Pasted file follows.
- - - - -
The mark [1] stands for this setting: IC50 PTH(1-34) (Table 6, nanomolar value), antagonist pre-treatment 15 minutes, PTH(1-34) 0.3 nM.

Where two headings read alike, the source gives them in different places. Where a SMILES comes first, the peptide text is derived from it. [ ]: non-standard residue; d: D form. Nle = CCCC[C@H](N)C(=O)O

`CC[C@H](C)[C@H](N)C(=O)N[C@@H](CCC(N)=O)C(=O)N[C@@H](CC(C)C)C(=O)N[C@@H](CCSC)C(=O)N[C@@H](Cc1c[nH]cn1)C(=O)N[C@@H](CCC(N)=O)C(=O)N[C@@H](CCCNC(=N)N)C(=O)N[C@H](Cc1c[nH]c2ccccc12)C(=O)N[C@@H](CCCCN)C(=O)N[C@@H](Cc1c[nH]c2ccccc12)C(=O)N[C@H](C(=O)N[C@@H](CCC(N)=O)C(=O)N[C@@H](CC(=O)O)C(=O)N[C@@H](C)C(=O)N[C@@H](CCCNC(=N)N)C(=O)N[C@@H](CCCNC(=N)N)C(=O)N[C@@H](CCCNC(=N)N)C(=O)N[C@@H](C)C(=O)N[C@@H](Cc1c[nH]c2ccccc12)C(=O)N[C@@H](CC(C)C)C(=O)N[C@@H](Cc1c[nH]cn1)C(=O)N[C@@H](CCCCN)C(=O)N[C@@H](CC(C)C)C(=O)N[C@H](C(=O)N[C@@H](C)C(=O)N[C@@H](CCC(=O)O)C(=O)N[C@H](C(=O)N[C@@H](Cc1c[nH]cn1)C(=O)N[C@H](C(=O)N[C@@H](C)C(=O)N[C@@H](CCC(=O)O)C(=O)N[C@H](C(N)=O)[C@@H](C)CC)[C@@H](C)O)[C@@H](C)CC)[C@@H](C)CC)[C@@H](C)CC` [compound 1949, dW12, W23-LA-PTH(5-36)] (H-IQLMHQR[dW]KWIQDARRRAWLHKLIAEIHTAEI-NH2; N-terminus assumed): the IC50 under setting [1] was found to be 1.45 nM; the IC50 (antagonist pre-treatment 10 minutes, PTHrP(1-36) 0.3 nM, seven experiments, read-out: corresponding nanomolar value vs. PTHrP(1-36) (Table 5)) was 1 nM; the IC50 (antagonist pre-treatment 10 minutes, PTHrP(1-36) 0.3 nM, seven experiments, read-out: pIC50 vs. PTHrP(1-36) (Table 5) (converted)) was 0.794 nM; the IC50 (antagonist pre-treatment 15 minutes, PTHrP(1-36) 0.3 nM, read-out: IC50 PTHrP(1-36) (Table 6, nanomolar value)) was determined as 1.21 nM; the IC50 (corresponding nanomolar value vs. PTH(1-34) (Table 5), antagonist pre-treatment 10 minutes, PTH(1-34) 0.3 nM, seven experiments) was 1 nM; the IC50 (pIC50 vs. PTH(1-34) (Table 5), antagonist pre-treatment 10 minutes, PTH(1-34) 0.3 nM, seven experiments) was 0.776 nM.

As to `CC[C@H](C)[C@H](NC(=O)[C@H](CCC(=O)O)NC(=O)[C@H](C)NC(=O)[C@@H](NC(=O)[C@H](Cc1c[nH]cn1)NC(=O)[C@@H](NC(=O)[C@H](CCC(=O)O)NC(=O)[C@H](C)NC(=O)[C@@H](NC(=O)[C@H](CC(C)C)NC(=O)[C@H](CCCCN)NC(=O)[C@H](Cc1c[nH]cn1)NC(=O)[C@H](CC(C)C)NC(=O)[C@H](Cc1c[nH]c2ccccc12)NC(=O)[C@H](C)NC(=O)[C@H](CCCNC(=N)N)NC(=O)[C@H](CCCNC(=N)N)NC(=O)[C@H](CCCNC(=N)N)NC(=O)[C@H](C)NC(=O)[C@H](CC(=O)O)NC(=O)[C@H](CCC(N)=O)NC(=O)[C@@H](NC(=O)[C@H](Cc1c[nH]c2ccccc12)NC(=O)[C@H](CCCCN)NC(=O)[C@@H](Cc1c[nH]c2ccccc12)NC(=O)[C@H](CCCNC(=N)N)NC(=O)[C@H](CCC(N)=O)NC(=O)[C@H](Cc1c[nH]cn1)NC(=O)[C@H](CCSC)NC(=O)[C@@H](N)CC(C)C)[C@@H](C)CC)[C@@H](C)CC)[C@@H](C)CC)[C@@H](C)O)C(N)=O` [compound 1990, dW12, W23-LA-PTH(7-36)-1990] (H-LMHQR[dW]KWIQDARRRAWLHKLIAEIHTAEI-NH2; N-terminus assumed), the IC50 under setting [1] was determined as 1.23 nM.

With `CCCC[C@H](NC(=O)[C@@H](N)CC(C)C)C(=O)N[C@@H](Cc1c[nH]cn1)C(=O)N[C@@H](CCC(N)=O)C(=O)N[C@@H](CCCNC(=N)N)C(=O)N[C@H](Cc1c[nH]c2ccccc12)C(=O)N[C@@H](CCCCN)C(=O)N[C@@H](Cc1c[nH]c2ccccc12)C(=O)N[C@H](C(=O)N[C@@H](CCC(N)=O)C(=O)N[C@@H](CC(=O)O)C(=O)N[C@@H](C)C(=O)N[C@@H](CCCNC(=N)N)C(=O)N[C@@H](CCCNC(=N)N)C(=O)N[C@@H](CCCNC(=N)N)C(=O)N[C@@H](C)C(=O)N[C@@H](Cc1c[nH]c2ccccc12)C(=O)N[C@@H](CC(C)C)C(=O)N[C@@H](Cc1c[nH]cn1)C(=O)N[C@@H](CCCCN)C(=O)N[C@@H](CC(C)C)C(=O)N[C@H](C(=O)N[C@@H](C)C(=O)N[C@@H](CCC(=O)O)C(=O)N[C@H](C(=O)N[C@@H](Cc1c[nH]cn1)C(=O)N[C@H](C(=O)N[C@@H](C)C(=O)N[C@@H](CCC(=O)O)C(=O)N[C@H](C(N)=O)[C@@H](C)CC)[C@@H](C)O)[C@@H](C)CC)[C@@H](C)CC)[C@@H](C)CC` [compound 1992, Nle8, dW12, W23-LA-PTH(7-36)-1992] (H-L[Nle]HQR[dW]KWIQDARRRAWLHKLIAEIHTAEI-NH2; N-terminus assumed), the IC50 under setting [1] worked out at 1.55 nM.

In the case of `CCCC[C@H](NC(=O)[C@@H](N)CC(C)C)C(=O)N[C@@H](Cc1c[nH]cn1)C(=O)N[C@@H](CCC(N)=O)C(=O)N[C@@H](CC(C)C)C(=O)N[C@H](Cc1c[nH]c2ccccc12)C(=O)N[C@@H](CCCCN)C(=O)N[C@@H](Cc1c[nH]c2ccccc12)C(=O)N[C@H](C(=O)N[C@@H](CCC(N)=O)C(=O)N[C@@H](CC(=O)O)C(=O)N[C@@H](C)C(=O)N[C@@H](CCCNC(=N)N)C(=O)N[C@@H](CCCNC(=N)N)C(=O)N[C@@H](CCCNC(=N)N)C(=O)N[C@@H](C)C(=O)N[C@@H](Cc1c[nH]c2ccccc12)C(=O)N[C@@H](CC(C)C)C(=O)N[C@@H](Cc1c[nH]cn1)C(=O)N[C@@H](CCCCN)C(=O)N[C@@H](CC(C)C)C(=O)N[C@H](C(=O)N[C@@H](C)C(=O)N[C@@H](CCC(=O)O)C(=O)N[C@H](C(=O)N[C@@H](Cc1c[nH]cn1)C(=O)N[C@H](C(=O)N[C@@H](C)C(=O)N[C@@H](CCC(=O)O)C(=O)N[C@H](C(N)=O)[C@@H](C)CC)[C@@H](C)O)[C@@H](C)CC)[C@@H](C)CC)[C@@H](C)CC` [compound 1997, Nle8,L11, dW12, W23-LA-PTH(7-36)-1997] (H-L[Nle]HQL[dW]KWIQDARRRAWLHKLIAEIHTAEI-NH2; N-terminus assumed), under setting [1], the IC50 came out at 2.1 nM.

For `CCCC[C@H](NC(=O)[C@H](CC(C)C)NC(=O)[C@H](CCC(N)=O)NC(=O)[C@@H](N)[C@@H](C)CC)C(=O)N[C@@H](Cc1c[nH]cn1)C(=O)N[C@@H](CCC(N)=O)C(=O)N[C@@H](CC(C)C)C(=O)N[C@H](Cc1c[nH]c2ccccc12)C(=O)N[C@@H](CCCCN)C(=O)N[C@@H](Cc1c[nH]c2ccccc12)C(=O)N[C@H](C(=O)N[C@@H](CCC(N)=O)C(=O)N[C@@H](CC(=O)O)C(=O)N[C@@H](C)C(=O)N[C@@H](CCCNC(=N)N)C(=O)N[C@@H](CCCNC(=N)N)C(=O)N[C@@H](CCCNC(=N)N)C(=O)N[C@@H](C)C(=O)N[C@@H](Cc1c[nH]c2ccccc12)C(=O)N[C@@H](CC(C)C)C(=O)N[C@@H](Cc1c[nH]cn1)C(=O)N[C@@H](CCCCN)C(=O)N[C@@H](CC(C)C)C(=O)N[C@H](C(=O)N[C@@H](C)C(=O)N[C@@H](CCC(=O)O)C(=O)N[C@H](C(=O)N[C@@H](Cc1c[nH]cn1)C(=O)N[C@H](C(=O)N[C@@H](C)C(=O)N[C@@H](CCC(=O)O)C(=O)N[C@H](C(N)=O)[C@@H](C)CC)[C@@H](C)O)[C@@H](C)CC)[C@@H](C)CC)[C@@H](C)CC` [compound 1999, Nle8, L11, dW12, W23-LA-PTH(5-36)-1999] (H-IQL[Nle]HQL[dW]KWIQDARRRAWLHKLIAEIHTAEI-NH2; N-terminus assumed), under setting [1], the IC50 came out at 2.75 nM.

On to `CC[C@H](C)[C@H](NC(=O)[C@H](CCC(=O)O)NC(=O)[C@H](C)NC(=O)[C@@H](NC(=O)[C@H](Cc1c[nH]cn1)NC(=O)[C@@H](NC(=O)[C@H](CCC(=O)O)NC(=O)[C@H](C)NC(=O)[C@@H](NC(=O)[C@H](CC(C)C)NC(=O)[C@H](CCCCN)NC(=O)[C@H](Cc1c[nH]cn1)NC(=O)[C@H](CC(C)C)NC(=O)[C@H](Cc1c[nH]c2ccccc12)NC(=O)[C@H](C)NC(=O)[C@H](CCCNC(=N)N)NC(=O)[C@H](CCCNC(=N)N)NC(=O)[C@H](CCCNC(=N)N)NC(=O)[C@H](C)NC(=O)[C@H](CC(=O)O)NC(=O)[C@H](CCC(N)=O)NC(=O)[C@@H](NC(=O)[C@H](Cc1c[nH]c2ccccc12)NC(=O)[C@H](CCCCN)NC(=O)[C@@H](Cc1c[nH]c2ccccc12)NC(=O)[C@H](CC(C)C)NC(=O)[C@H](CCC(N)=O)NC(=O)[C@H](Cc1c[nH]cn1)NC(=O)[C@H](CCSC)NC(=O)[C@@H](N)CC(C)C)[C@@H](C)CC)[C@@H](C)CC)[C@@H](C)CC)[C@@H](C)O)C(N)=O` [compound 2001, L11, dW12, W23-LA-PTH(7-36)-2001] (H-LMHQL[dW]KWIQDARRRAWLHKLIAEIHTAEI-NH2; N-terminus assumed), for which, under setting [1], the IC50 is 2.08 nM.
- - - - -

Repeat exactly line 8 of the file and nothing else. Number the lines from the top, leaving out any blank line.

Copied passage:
On to `CC[C@H](C)[C@H](NC(=O)[C@H](CCC(=O)O)NC(=O)[C@H](C)NC(=O)[C@@H](NC(=O)[C@H](Cc1c[nH]cn1)NC(=O)[C@@H](NC(=O)[C@H](CCC(=O)O)NC(=O)[C@H](C)NC(=O)[C@@H](NC(=O)[C@H](CC(C)C)NC(=O)[C@H](CCCCN)NC(=O)[C@H](Cc1c[nH]cn1)NC(=O)[C@H](CC(C)C)NC(=O)[C@H](Cc1c[nH]c2ccccc12)NC(=O)[C@H](C)NC(=O)[C@H](CCCNC(=N)N)NC(=O)[C@H](CCCNC(=N)N)NC(=O)[C@H](CCCNC(=N)N)NC(=O)[C@H](C)NC(=O)[C@H](CC(=O)O)NC(=O)[C@H](CCC(N)=O)NC(=O)[C@@H](NC(=O)[C@H](Cc1c[nH]c2ccccc12)NC(=O)[C@H](CCCCN)NC(=O)[C@@H](Cc1c[nH]c2ccccc12)NC(=O)[C@H](CC(C)C)NC(=O)[C@H](CCC(N)=O)NC(=O)[C@H](Cc1c[nH]cn1)NC(=O)[C@H](CCSC)NC(=O)[C@@H](N)CC(C)C)[C@@H](C)CC)[C@@H](C)CC)[C@@H](C)CC)[C@@H](C)O)C(N)=O` [compound 2001, L11, dW12, W23-LA-PTH(7-36)-2001] (H-LMHQL[dW]KWIQDARRRAWLHKLIAEIHTAEI-NH2; N-terminus assumed), for which, under setting [1], the IC50 is 2.08 nM.